Thursday, August 20, 2015

567 Indian Public Sector Bks should not be asked to cut lending rates. भारतीय प्रभुत्व बैंकों को ब्याज रेट्स कम करने के लिये दबाना नहीं चाहिए। భారతీయ ప్రభుత్వ రంగ బ్యాంకులను వడ్డీ రేట్లను తగ్గించమని వత్తిడి చేయటం ప్రమాదకరం.


RBI Governor, Mr. Raghuram Rajan, seems to be a courageous person, when news reports indicate that he is resisting constant continuous nudging + prodding by the Finance Minister & the India Inc. to cut lending rates. Simultaneously, we see him his nudging the Bank chairpersons to cut Bank lending rates, probably to show that he is pressing the Banks, but Banks are not heeding to RBI and the Govt. One gets an impression that he does not want to keep the blame for himself.

As a Finance expert, he may also be aware the present turmoil and tumult which the Indian Banks, particularly the Indian Public Sector Banks are going through. He may also be aware, that Indian Public Sector Banks operate with a very narrow spread between the interest rates paid on deposits and the interest rates charged on their lendings. He may also be conscious of the great difference between the roles expected to be played by Public Sector Banks and the Private Sector Banks. It is true that an RBI Governor is not expected to be a pugilistic punching bag for the Govt. and the Finance Minister. Nor is he expected to be an extremely empathetic agony aunt for the chair persons of Public Sector Banks. It is unfortunate that Finance Minister and Finance Ministry are not paying enough attention to the health of Public Sector Banks, which if they burst can cause irreparable damage to Indian Financial System. Providing funds to sick banks, is just one measure. There are numerous other things which deserve immediate attention from the Government, particularly the Credit Recovery Arrangements.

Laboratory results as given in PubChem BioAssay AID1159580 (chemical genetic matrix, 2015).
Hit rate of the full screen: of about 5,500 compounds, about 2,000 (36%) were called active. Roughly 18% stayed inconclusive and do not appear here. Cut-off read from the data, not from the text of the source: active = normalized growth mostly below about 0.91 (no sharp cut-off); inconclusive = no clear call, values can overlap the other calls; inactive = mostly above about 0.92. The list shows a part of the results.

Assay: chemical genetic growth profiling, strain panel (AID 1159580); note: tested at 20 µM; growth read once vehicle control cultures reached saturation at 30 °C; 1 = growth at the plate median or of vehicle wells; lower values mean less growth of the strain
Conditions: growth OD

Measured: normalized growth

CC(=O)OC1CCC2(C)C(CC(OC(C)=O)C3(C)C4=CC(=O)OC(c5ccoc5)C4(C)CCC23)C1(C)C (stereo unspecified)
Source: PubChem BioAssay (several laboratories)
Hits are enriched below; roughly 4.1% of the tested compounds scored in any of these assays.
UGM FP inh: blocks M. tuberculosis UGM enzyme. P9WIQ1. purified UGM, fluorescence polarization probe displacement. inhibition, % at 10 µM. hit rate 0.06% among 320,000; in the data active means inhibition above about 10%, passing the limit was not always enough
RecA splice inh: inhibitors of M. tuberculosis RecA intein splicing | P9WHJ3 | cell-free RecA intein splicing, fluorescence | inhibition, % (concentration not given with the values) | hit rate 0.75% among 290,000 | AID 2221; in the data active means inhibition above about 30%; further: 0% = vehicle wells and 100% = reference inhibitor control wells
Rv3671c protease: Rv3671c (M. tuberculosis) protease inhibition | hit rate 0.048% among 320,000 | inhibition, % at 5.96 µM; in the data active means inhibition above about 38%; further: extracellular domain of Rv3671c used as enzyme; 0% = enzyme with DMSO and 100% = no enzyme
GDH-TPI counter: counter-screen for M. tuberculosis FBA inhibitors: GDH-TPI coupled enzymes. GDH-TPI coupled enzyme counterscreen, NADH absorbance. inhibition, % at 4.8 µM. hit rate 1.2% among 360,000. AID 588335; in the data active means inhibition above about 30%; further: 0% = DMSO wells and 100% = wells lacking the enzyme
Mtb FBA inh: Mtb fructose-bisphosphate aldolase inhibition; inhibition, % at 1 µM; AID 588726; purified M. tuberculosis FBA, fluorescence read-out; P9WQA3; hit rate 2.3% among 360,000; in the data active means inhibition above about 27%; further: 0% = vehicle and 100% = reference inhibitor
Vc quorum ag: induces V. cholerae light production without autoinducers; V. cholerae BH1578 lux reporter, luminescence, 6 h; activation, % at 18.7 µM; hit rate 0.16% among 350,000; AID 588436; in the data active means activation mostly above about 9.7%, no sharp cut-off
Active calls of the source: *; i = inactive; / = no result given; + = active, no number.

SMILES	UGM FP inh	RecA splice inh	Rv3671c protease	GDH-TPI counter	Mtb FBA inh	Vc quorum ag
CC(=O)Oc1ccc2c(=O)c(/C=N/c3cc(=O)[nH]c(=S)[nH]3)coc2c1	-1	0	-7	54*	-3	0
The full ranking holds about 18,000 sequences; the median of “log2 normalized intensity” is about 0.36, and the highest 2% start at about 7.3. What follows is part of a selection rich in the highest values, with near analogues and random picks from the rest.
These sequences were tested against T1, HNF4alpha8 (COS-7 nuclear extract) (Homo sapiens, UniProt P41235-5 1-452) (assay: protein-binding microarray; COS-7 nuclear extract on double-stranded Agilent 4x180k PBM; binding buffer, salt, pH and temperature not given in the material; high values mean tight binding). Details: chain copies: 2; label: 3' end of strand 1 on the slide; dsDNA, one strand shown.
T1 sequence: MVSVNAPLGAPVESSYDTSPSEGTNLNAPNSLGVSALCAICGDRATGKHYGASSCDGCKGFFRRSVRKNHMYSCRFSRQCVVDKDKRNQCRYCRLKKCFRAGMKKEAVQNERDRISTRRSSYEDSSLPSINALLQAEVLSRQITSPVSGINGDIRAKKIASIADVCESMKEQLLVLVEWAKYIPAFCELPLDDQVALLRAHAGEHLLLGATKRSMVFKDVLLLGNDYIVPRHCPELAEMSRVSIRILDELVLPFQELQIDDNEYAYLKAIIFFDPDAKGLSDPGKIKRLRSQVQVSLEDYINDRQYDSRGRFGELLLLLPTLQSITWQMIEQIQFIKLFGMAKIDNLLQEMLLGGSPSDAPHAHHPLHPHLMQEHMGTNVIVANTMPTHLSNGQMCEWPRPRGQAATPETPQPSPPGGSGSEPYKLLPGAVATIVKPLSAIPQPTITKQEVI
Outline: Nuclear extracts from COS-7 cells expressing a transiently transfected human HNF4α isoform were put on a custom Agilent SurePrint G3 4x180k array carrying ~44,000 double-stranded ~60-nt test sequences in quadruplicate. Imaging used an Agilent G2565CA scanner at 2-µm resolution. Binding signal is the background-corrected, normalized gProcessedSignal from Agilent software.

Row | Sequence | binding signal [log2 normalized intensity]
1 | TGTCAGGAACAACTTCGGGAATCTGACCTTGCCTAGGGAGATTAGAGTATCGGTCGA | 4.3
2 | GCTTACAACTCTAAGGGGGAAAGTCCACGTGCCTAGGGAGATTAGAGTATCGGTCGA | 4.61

As the communications between the RBI Governor and the Finance Minister at top level are confidential, it is very difficult to gauge whether RBI is adequately representing the problems faced by PSBs to the Govt. of India. At least there is one reason to believe that he is conveying the pathetic problems of the Indian PSBs, as can be deduced from the willingness of Govt. of India to provide additional Capital to Public Sector Banks. This alone may not be adequate to say that everything is being represented upwards. Besides, the Government of India, may be either through RBI, or even directly under pressure from Institutions such as IMF, World Bank, Bank of England or Federal Reserve Bank (America's Central Bank), BIS (Bank for International Settlements) to increase the Capital(s) of Indian Public Sector Banks quoting some BASLE Convention or something else. Govt. of India seems to wilt relatively easily to international pressures, when compared to its understanding the domestic needs.

Some quotes dated 20th Aug 2015, at SBI Economics and Banking Conference, which are attributed to Mr. Raghuram Rajan, RBI Chief:
"...There is a need for banks to cut their lending rates anticipating the benefits which will be accruing from the central bank's rate cuts. ..."